Slim, successful, and soon to marry the man of her dreams, Katie Cravens is leading the life she always wanted. As the face and CEO of Pasta Pronto, a Carbs for the Calorie-Conscious line of frozen food, Katie chooses to live life like one of her Slimline Spaghetti dinners no mess, no surprises, and everything tied up in a neat little package. But when Katie’s fiancé runs off with another woman and a quality control fiasco sends her customers running for the hills, it s time for Katie to make a change.
Her company’s salvation presents itself in the form of a partnership opportunity with the legendary Ristorante Caramelli of Rome, and Katie has no other choice but to jet off to Italy to convince gorgeous, hotheaded co-owner Luca Caramelli that she’s a worthy partner. Gaining Luca’s respect proves harder than Katie could have ever imagined, however, when he insists that she must learn how to cook and how to eat true Italian food before he will ever agree to their companies partnership.
Katie and Luca’s tension in Italy mounts into a fierce public rivalry that erupts back in the States with a nationally televised cooking competition. As Katie tries to channel her inner Mario Batali to win the competition, she must choose between the flavorless prepackaged life that she worked so hard to maintain and the mouth-watering uncertainty of a life chock full of carbohydrates and Caramellis.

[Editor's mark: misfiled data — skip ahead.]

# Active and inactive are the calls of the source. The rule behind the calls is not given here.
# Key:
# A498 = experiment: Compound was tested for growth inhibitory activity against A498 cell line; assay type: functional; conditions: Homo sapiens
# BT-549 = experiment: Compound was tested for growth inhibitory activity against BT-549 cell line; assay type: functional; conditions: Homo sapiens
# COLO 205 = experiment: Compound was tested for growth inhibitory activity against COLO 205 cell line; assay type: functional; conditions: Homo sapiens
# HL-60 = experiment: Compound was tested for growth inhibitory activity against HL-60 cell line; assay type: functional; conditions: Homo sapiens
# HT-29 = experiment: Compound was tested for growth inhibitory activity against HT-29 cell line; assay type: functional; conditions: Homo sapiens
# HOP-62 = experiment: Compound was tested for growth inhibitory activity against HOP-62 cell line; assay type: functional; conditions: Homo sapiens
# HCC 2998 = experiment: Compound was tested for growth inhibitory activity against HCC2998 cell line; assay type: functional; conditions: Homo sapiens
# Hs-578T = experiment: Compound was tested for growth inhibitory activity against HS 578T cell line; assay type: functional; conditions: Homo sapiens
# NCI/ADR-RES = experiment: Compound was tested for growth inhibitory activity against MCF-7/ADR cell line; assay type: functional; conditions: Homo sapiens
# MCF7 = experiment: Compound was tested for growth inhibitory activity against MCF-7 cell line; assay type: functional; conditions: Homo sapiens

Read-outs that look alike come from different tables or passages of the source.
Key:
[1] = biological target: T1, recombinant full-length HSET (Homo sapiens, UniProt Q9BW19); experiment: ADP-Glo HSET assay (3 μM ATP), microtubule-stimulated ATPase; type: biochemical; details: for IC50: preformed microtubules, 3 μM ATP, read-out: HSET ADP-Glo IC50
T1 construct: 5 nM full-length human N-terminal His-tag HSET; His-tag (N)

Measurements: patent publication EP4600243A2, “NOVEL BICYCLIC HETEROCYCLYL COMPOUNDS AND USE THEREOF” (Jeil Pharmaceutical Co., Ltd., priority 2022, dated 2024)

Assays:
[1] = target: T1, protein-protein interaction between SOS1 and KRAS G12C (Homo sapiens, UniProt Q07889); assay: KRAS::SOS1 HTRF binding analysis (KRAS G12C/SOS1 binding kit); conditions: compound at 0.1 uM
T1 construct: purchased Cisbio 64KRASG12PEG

What we say – review by Elizabeth Wright:
I must admit when I started Pasta Wars I was almost expecting to be disappointed, as so many books that touch upon eating issues and body image have disappointed me in the past. Yet Elisa Lorello has done the only thing that really needs to be done when writing about this topic; she has written with honesty and from the heart. The unhealthy obsession with food and body image that is present throughout our modern culture is so often talked and joked about, but the cruel reality is much more sinister and can literally ruin lives. Pasta Wars doesn’t just skim over these issues as a way to set the scene of girl meets boy. It delves into the world of Katie’s issues, slowly revealing to both her and the reader just how unhealthy her relationship with food is and why she has come to be that way. You experience the revelation alongside Katie, in a very real and believable manner.
Books that romanticise food fall into two categories for me; those that inspire and make me hungry and those that annoy and make me roll my eyes. Happily, Pasta Wars certainly falls into the former category, and even inspired me to get cooking halfway through reading it. But it is much more than the delectable images of pasta dishes and hunky Italian men. Katie’s journey is realistic and the progress she makes is truly heartwarming. Aside from the refreshingly accurate portrayal of eating and body issues, one aspect of the book that I adore and so rarely see is the fact that Katie heals herself before launching into a new relationship. This isn’t a story of girl meets boy and happily-ever-after. It is about living honestly and healthily, regardless of the dangerous road that popular culture is trying to lead you down.